Tag Archives: homeless

Monarch School: Bringing the Invisibility of Homeless Youth to Light

“. . . 1 in 45 children experience homelessness in the U.S. each year. That’s over 1.6 million children. While homeless, these youth experience high rates of acute and chronic health problems. The constant barrage of stressful and traumatic experiences also has profound effects on their development and ability to learn.”

Homeless Or Home-Free?

Our first-world society is really the irresponsible party. We let men and women who fight in our wars end up on the streets. We let kids who endure years and years of foster care with loveless families live in alleys or abandoned buildings. So is the case with women encountering domestic violence and seniors struggling with mental health issues.

Shelter For All?

It is truly wonderful that several cities have ended veteran homelessness. However, homelessness has increased in many major jurisdictions – and homelessness encampments continue to appear across our landscape.

Je Suis Homeless

I was homeless.

Brrr… It Is Cold…

Cold weather is fun, unless you are without a home.

Top 10 Highlights of 2014 in Ending Homelessness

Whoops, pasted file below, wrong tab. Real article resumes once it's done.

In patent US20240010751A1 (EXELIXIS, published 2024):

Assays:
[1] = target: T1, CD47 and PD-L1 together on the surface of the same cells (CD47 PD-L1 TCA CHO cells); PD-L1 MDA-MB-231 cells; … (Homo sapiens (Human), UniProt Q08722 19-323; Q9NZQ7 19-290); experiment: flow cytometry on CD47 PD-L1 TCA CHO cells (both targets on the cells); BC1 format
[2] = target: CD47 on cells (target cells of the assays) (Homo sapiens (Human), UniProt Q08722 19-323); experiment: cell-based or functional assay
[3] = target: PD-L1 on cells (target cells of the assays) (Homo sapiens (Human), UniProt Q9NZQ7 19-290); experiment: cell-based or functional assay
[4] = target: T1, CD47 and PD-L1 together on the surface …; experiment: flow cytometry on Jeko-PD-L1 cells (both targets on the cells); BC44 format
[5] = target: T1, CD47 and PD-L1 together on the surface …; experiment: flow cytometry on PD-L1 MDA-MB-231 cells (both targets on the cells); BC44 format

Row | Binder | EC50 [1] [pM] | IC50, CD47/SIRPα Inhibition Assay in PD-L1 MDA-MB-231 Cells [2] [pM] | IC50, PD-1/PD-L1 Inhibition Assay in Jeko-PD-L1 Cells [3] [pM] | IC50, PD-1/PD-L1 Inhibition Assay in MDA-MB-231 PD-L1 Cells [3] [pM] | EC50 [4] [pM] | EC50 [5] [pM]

For those of us fighting to end homelessness in America, the year 2014 actually gives us hope that strategic ideas and initiatives are working, albeit slowly. Here are our top highlights of 2014:

Home Remedies for Homelessness

We need more creative ideas for how to provide housing for our neighbors who sleep on our streets.

Design Out of Reach: The Best Way to Shoo Homeless People Away

Imagine, however, if the school had a class on how to design public spaces that would drive homeless people away. Although such classes might seem bizarre, such design is actually occurring.

Icy Invasions at Homeless Shelters

If you are lucky enough to have a home, you don’t want a criminal lurking in your neighborhood. And if you’re unlucky enough to be homeless, you don’t want a criminal sleeping next to you in a homeless shelter.

Refueling a Passion to Address Poverty

I remember my first encounter with extreme poverty.